Ideas10 Controlling Idea An effective controlling idea: Serves as the focus of the paper Ties all of the information in the paper to the assigned writing topic and persuasive purpose Helps the reader understand the writers purpose: What is the writer convincing me to think or do? May be directly stated but is usually implied
Ideas11 Depth of Development Controlling Idea Supporting Ideas Major Details Specific Examples And Elaboration
Ideas12 Example of Depth of Development in a Paragraph Sample Body Paragraph Uniforms keep us from expressing our individuality. I like to express myself and my interests through my choice of clothes. But if I looked like 1,000 other people, how could I be expressive or original? No teenager likes being told what to wear everyday. I have some friends who attend schools where they have to wear uniforms. None of them ever say they like the uniforms. They are all unhappy because their individuality is stifled. I do not want to be that frustrated with my clothing. Supporting Idea Major Details Specific Details and Examples Controlling Idea: I am against required school uniforms (stated in the opening paragraph)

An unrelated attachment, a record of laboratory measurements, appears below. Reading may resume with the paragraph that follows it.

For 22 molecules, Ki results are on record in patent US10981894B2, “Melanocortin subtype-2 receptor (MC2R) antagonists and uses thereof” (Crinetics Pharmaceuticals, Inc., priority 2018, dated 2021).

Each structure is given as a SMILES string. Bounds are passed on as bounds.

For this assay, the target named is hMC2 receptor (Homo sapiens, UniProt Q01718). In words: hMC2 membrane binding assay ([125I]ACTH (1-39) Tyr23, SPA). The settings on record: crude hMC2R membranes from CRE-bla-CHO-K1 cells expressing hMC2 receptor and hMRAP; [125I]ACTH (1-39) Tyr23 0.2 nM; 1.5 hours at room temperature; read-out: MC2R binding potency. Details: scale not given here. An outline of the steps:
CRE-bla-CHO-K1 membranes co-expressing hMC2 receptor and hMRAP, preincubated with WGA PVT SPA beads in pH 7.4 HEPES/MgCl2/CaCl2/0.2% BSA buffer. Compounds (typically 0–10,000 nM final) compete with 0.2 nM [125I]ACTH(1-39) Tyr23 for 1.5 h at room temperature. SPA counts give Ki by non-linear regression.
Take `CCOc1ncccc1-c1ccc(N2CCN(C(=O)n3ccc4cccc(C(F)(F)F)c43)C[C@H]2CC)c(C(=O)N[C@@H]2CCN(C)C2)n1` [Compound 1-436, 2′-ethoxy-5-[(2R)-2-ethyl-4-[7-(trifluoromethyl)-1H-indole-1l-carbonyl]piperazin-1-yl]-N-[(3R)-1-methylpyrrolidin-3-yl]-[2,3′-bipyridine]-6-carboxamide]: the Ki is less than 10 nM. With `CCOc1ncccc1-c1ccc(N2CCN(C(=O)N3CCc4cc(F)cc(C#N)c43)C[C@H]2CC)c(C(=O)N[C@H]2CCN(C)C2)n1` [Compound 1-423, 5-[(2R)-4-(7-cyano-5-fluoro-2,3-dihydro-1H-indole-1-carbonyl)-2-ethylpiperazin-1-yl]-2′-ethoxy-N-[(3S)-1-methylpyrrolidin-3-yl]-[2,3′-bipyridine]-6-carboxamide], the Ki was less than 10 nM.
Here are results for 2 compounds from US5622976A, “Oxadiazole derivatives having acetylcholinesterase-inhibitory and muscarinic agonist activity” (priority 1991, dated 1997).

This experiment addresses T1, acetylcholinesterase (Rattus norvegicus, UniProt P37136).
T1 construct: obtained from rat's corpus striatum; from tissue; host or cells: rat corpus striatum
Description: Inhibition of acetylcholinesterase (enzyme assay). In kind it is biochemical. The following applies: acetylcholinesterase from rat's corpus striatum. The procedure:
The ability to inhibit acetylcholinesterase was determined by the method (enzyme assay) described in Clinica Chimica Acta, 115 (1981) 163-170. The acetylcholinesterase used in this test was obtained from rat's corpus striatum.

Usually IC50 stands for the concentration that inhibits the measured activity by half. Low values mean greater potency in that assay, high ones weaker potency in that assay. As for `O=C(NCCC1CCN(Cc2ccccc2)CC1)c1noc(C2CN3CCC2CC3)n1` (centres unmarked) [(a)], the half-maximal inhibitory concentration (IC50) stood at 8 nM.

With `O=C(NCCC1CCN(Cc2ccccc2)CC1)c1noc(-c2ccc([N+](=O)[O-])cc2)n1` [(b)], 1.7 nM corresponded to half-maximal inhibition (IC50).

Ideas13 Awareness of the Persuasive Purpose Demonstrating Awareness of the Persuasive Purpose Establishes a clear position on the issue Provides relevant supporting ideas Selects convincing details and examples appropriate to the audience assigned in the writing prompt Uses specific rhetorical devices to support assertions Addresses readers concerns, counterclaims, biases, and expectations
Organization14 Formulaic Writing Characteristics of A Formulaic Paper 1.The writer announces his or her thesis and three supporting ideas in the opening paragraph. 2.The writer restates one supporting idea to begin each of the three body paragraphs. 3.The writer repeats or restates his/her controlling idea and supporting points in the final paragraph. 4.Entire sentences may be repeated verbatim from the introduction, used as topic sentences in each of the body paragraphs, and repeated in the conclusion.
Organization15 The Components of Organization ORGANIZATION Overall Plan Introduction Body Conclusion Sequence Of Ideas Grouping Of Ideas Persuasive Organizing Strategies Transitioning Organization: The degree to which a writers ideas are arranged in a clear order and the overall structure of the response is consistent with the assigned genre.
Conventions16 The Components and Elements of Conventions CONVENTIONS Sentence Formation Correctness, Clarity of Meaning, Complexity, End Punctuation Usage Subject/Verb Agreement, Standard Word Forms, Verb Tenses Mechanics Internal Punctuation, Spelling, Paragraph Breaks, Capitalization Domain Components Elements
Conventions17 The Elements of Sentence Formation SENTENCE FORMATION CorrectnessClarityComplexity End Punctuation
Conventions18 The Elements of Usage USAGE Subject Verb Agreement Standard Word Forms PossessivesPronouns
Conventions19 The Elements of Mechanics MECHANICS Internal Punctuation Spelling Paragraph Breaks Capitalization